It’s telling that Sophie Deraspe wastes little time on the inciting incident of “Antigone,” a police shooting of Eteocle (Hakim Brahimi), a young Algerian immigrant whose cell phone is mistaken for a gun. He was approaching to protest the arrest of his younger brother Polynices (Rawad El-Zein) under similarly specious charges when he’s forced to the ground while playing jacks, having ties to a local gang, and Deraspe need not linger on the tragedy in her loose update of the Sophocles play when anyone watching her latest feature can most assuredly imagine it for themselves now that it’s happening with such frequency, but are likely far less familiar with the possibly even more devastating aftermath, particularly for a family with precarious immigration status. Once welcomed to Montreal with open arms as a result of political asylum, the Hipponomes, a family of four siblings and their grandmother Meni, already bereft of parents whose death pushed them to leave Kabilya, are threatened to be torn apart when the threat of deporting Polynices as a result of his sentence comes into play.
Although she couldn’t imagine the exact circumstances, it’s a situation that Antigone (Nahéma Ricci), the boys’ sister, seems to have been anticipating with dread when you see in an early moment that she compelled to add “…and keeping unity” to Eteocles’ new year’s dinner speech wishing peace and prosperity for all around the table. You know that this isn’t to be when just moments before Deraspe introduces the young woman doing a perp walk, but for what exactly remains a mystery until after Eteocles’ death when she hatches a plan so that she won’t lose two of her brothers that puts her at odds with the law. Her idea is brilliant, but even after Antigone’s worked it through, it would seem difficult for the director to pull it off cinematically without straining credulity, yet remarkably Deraspe does so convincingly and gives herself the runway for a beast of a drama that compares favorably with the outsider tales of Jacques Audiard such as “Dheepan” and “A Self-Made Hero” albeit with a youthful energy all its own.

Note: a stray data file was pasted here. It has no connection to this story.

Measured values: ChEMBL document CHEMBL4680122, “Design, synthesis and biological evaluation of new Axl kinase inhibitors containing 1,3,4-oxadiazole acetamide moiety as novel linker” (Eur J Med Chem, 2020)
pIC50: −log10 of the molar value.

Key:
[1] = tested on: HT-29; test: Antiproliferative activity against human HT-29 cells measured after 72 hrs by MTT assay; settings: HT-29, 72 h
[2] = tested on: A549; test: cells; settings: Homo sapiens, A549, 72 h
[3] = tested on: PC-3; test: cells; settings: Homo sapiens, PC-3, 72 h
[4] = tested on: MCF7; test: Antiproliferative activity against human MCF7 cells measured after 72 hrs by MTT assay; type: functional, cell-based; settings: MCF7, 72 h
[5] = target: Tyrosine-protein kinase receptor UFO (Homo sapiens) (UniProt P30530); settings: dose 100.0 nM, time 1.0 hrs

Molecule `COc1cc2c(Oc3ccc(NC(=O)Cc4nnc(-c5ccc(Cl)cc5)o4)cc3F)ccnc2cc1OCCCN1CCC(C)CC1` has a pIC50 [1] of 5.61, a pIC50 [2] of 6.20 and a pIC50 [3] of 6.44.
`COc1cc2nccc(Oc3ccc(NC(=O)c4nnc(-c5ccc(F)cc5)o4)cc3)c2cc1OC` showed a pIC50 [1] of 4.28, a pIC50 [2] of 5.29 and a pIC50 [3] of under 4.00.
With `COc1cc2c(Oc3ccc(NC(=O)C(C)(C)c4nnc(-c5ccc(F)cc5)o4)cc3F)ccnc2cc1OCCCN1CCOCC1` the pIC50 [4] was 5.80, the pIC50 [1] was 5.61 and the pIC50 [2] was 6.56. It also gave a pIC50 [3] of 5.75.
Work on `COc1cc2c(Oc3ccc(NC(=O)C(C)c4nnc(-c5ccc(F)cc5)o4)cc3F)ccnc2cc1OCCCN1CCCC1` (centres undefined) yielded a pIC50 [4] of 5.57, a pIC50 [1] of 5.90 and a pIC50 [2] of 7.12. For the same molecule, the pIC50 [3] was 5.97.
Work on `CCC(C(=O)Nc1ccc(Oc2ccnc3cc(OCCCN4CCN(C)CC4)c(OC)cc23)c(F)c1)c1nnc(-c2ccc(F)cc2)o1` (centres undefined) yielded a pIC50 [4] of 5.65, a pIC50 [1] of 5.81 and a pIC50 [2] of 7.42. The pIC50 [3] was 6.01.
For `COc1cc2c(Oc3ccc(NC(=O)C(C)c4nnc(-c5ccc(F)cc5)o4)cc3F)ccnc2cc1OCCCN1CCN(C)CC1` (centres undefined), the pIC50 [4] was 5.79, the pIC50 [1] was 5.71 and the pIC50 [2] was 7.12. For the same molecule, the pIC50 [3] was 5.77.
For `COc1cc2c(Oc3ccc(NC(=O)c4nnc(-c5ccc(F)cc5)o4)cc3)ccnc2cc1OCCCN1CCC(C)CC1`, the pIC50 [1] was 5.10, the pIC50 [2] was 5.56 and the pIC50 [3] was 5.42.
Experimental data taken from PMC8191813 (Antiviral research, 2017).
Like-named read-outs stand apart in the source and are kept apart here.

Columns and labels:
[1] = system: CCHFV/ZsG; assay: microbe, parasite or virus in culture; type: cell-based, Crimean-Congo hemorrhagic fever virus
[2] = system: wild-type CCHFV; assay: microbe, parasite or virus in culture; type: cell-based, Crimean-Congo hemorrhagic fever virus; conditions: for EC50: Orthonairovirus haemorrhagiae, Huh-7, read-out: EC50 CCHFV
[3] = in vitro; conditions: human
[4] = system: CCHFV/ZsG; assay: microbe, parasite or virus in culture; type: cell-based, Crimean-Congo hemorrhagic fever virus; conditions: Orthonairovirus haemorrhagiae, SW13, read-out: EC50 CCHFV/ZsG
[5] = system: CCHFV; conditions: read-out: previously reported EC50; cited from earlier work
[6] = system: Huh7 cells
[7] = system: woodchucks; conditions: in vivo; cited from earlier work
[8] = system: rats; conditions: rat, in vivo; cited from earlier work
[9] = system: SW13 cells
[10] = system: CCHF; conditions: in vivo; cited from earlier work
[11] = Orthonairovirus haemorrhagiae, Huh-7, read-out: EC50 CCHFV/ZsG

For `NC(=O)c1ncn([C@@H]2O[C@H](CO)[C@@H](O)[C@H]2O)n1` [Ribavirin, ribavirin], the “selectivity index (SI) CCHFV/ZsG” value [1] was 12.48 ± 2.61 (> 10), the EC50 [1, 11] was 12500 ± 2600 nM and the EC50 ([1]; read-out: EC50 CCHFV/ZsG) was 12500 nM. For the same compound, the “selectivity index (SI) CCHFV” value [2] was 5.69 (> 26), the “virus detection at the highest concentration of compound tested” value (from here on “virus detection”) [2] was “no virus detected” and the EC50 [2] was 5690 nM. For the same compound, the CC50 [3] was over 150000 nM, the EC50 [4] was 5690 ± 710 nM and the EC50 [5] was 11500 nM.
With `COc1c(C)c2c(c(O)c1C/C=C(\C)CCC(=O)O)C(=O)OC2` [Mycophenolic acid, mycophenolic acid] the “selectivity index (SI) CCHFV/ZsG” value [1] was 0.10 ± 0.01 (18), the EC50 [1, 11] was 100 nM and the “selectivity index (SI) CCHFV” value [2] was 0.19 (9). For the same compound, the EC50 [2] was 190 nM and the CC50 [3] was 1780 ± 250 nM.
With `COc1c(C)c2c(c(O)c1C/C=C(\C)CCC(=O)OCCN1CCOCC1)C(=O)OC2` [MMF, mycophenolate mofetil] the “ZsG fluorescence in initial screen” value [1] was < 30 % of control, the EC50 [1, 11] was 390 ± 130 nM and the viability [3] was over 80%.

Deraspe lets the passion behind the film explode with mixed media montages that reflect the story’s place in greater society while leaning on a powerful lead performance from Ricci, whose unquestionable conviction as Antigone makes it understandable why everyone else onscreen admires her so, with the film feels as modern as ever in capturing a dynamic in which her personal sacrifice is deeply admired while no one else can fathom going to the lengths she does, seemingly inured by a system that enforces laws out of apathy rather than rationale. While Deraspe’s last film, the nonfiction “The Amina Profile,” suggested a narrative filmmaker eager to break out of documentary conventions, the opposite is true of “Antigone” as it follows its protagonist throughout the legal process with such small, rich dramatic details that feel as if they couldn’t possibly be made up, making it all the more tragic with how the Hipponomes are failed at every turn. Still, it’s invigorating to see “Antigone” do justice to such a family and honor the complexities of their situation while delivering an emotionally direct and electrifying drama.
“Antigone” screens at the Toronto Film Festival at the Scotiabank on September 9th at 6 pm, September 10th at 5:30 pm and at the Bell Lightbox on September 13th at 6:15 pm.